By: Dr. Judy Jasek, practicing vetrinarian for 30+ years
These days, it seems that there is no end to the controversy over what is the best diet to feed your pet. There is an ongoing debate as to the safety of raw and which ingredients are best in kibble-type diets. Unfortunately, there is very little true nutritional education available to veterinarians, either in veterinary school or in continuing education courses offered afterwards. The ‘training’ that most vets receive is based on which prescription diet is best for feed for a given condition.
In my 30+ years of practice experience, I have seen disturbing trends in the increase of certain disease conditions, such as itchy skin, diarrhea, pancreatitis, auto-immune disease, and cancer. I saw magnificent advances in all areas of veterinary medicine, but nothing changed in the nutritional recommendations. As I saw pets getting sicker, and dying younger, I had to ask myself if we needed to be offering different nutritional options for our patients.
I began to read pet food labels and look at the ingredients. I started to ask myself if ingredients found in the typical kibble diet, such as rice, barley, and beet pulp were really appropriate foods for a carnivore such as a dog or cat. Oils sourced from ingredients such as soybeans, corn, and fish are unstable at the high temperatures used to process commercial diets and this causes not only the loss of their nutritional benefit, but can, in fact make them toxic. Then there is the long list of synthetic vitamins used to ‘balance’ the diet. The problem with synthetic nutrients is that we have no idea how they are affecting the body, and if they are even bio-available. Once we start micro-managing nutrients, we run the risk of causing imbalances, such as was the case of the recent recall by Hills due to toxic vitamin D levels.
Dogs and cats have a digestive system best equipped to consume and digest a meat-based diet. They have canine teeth to obtain prey, incisors to shear the meat from a carcass, and powerful jaw muscles and back teeth to crush the food prior to swallowing. There is a high acid content in their stomachs, and the resulting low pH that starts the digestive process and eliminates pathogenic organisms that may be ingested. Their digestive tract is relatively short, so food is digested in a few hours in a healthy individual. Dogs and cats are not digestively equipped to breakdown plant material, including grains, fruits and vegetables. True herbivores, such as cows and horses have part of their digestive tract dedicated to a fermentation process that breaks down plant material.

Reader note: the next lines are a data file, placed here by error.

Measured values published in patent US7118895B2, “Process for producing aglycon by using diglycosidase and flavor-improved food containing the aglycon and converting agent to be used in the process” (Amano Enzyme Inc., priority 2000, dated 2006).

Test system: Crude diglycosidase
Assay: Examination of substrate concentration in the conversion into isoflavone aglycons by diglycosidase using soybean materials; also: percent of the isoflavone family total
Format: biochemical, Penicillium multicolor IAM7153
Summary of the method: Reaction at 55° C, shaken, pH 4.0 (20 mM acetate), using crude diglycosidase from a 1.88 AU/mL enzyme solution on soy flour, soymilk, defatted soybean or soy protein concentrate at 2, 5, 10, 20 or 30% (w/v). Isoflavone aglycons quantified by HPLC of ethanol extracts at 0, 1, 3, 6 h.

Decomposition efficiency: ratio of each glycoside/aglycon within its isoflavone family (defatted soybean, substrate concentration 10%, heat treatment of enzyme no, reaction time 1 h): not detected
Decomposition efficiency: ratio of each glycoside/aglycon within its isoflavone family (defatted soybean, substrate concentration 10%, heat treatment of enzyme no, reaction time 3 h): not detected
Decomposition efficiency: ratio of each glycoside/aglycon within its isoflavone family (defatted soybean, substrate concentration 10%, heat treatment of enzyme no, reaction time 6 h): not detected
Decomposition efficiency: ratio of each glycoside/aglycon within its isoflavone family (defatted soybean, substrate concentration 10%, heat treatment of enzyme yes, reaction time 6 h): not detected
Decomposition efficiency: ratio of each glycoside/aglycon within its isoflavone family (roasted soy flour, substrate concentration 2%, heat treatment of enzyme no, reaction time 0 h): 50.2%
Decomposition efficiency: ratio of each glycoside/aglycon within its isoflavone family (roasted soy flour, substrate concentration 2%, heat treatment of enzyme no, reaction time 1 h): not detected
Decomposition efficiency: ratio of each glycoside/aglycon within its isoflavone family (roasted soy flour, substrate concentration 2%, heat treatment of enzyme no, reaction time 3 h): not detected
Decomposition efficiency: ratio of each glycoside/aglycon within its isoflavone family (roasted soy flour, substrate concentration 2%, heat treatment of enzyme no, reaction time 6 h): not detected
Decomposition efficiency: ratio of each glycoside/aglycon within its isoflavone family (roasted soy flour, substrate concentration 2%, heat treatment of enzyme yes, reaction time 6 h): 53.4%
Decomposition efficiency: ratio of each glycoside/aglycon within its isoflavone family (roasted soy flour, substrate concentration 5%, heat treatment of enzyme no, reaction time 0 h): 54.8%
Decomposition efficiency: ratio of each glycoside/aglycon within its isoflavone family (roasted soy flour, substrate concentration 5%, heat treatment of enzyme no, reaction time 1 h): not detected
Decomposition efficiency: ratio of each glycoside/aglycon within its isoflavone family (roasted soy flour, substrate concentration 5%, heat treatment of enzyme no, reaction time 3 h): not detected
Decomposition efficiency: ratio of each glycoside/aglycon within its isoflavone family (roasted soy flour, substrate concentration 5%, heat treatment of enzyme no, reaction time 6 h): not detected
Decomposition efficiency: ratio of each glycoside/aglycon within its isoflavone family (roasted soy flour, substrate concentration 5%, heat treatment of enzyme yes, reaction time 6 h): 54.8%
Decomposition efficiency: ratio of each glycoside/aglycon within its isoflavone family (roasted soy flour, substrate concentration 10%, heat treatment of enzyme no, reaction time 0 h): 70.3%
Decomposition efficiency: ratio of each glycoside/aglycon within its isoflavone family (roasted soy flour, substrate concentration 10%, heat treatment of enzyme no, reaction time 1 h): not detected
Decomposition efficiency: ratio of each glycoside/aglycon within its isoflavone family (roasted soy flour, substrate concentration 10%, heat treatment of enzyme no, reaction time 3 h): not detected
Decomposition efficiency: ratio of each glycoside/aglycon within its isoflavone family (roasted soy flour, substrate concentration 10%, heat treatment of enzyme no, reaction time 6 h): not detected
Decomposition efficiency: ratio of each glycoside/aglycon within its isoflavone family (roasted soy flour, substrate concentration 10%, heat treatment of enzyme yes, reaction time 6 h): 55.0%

The outcome when a carnivore eats a diet high in plant-based carbohydrates is inflammation. Carbohydrates in the form of processed grains, legumes, potatoes, and other vegetables raise the blood glucose level, and subsequently the insulin level. Insulin is a hormone released to deal with nutritional excesses such as high blood glucose. It is a storage hormone that moves the excess glucose into the liver and muscle tissue where it is stored as glycogen for later use. This storage mechanism has a limited capacity, however, and once full, the excess will be stored as body fat. When the consumption of glucose continues, a resistance to insulin will result as the cells become desensitized to the constantly elevated level in the blood. The blood sugar then stays elevated, causing damage to the tissues, leading to chronic inflammation.
There is also a profound risk of toxic exposure from the plant-based ingredients. Many crops are sprayed with glyphosate (the main ingredient in Roundup) while growing, and some grains are sprayed after harvest to help dry them more rapidly. Wheat, corn, and soy are also highly genetically modified which can have devastating adverse effects on the gut microbiome. Legumes such as peas, lentils, and beans will accumulate glyphosate if sprayed while growing and pass the toxicity along when ingested. This means that the ‘grain-free’ varieties of kibble are not any safer. It is important to read labels every time you buy food as ingredients often change from batch to batch based on market price.